Volunteers trim new Christmas Island Style tree
Perhaps you have been saying to yourself over the last few months, “the Christmas Island Style Christmas tree they put up at Veterans Community Park is nice, but it’s just too small.” Or perhaps not.
But Christmas Island Style (CIS) organizer Steve Stefanides thinks about such things, and he decided that the existing tree, at about 34 feet tall, could use an upgrade.
“The old tree was 15 years old. The steel frame was starting to weaken and we were losing branches,” he said Tuesday morning, standing outside the new CIS 30-ft. trailer as a team of volunteers worked on trimming the new Christmas tree. “They don’t even make that style anymore.”
About three dozen CIS volunteers showed up on a bright blue morning, putting together the steel girders that make up the conical frame, “decking the rails” with artificial greenery and hanging massive ornaments on each of the sections while they still sat on the ground. Once each layer was constructed and decorated, a Lee County Electric Cooperative (LCEC) bucket truck hoisted them into place until the tree reached its full height of nearly 40 feet.
In essence a massive Erector Set, the project was assembled and decorated smoothly by the cadre of willing volunteers, with expert assistance on delivering the components and hooking up the lighting coming from a Condee Cooling & Electric team led by third-generation company manager Erik Condee.
The volunteers were veterans of dozens of Christmas Eve assembly projects, when they wrestled with swing sets, bicycles and trampolines as the children or grandchildren slept, presumably with visions of sugar plums – whatever those are – in their heads. Not to mention multiple community endeavors in which these civic leaders jumped in and did what needed to be done. Workers came from the Kiwanis Club, the island’s Rotary Clubs, the Italian-American Club and the Marco Fishing Club.
“This is a true community tree,” Stefanides said.
Alice Rizzo hoisted an armload of Christmas balls that looked to be as big as she was, walking around the base section looking for a place to hang them. If you squinted, you could imagine that the ornaments and the tree were typical Christmas tree size, and the workers were pint-sized elves – although to fully realize that vision, you would need fewer palm trees and perhaps a layer of snow on the ground.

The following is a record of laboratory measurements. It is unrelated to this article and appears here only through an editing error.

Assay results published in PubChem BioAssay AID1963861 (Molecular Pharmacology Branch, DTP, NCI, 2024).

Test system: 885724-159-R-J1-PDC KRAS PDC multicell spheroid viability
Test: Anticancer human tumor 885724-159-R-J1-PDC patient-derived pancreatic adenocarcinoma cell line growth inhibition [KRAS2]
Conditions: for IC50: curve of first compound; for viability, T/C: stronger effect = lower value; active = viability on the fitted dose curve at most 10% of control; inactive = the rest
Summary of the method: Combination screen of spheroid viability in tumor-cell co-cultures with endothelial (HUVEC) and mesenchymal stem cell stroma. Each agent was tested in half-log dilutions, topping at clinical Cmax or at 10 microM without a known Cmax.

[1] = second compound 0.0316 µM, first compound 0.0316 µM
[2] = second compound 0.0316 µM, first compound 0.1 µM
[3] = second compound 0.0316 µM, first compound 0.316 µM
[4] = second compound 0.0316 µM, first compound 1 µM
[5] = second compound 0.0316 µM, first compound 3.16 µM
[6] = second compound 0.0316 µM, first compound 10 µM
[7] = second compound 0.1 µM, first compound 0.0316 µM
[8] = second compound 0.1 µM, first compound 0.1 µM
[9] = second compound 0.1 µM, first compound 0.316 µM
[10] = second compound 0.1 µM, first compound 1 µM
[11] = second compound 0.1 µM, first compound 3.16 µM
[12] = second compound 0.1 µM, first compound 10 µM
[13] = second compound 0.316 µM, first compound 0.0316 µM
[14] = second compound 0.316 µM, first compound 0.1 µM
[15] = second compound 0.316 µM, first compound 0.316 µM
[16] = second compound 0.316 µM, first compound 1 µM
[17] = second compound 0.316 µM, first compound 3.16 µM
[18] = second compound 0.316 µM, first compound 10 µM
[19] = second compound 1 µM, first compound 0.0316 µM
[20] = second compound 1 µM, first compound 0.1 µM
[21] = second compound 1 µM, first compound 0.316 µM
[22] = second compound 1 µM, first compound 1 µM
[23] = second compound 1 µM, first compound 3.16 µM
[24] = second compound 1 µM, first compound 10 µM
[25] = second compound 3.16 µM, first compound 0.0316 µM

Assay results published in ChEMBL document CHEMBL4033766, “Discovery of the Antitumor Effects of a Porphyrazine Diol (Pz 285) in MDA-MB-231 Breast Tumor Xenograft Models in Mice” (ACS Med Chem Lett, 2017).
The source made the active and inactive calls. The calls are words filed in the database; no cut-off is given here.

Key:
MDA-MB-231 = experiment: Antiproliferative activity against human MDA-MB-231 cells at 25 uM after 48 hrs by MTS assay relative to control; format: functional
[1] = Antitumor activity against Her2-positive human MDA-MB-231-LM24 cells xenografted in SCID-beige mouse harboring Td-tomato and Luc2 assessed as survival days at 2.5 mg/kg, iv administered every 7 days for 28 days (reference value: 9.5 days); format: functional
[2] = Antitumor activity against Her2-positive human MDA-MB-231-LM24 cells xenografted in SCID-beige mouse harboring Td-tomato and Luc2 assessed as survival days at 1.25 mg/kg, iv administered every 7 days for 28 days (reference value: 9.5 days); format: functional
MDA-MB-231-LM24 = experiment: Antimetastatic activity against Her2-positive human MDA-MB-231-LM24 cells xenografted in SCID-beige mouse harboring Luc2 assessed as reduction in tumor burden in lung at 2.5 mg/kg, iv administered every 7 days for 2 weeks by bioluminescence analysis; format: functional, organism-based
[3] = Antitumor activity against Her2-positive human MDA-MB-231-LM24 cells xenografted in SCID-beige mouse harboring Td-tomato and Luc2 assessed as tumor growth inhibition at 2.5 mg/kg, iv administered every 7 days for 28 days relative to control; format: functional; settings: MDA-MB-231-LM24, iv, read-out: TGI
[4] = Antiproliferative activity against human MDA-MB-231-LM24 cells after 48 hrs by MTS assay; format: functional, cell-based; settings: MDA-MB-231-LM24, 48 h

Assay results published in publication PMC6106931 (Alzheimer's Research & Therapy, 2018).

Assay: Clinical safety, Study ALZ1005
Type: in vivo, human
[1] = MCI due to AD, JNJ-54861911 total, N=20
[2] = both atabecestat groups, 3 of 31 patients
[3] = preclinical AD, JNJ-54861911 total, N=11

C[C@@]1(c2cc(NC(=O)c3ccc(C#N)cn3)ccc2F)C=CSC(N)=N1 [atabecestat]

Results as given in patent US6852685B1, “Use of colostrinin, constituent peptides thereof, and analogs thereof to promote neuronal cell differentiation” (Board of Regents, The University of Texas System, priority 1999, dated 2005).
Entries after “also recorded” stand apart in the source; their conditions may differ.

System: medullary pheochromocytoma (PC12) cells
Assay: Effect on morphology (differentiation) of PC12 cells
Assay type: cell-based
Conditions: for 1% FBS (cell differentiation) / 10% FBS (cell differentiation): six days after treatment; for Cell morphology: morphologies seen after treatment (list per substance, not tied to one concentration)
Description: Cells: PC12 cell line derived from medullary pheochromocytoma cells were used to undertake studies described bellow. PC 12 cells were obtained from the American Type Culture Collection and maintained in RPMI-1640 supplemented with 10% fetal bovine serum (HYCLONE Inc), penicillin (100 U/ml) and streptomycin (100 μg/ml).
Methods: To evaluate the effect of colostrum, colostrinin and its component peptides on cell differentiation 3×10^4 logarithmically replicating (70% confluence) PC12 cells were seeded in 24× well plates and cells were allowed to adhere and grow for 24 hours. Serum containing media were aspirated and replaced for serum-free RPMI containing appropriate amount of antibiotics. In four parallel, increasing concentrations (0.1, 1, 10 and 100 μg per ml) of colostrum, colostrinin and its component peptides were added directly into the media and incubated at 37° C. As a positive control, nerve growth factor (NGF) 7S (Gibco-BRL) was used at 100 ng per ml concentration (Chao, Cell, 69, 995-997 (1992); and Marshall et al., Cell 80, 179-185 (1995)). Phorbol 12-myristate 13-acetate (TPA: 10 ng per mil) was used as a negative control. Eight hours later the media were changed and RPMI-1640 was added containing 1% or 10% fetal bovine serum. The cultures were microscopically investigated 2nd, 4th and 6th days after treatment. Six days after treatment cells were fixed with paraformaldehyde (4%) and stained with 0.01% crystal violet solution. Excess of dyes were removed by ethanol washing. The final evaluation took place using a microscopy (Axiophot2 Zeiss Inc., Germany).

Karen Eways and Larry Reagan worked together in stringing up a garland of red and silver balls, all sized to be visible from high in the air once the tree was fully erected.
The tree, new ornaments and the trailer, which will serve to store the pieces for the other 11 months of the year, were paid for by a $60,000 fundraising effort, Stefanides said, which also included funds set aside for maintenance.
“In five years, it will more than pay for itself,” he said.
The new tree features all LED lights, including colored, white and twinkling clear lights. The star on top features “icicles” in a waterfall pattern, which will seem to cascade endlessly down. Meanwhile, the old tree, by losing the bottom sections, is being cut down to 18 ft. high, and will find a new home at Founders Park, Stefanides explained.
The 40-footer will be officially unveiled Saturday evening at the CIS tree-lighting ceremony, beginning at 6 p.m. at Veterans Community Park. Flipping the switch provides the emotional climax for the community event, which typically draws about 1,000 spectators for tailgating, Christmas music, and performances by adorable young dance troupes.
To make sure the lights come on when the switch is flipped, Greg Schneider of Condee will be testing it “late at night,” Stefanides said.
If there were any doubt, it’s official: the Season is upon us. For the full calendar of CIS events, visit christmasislandstyle.com.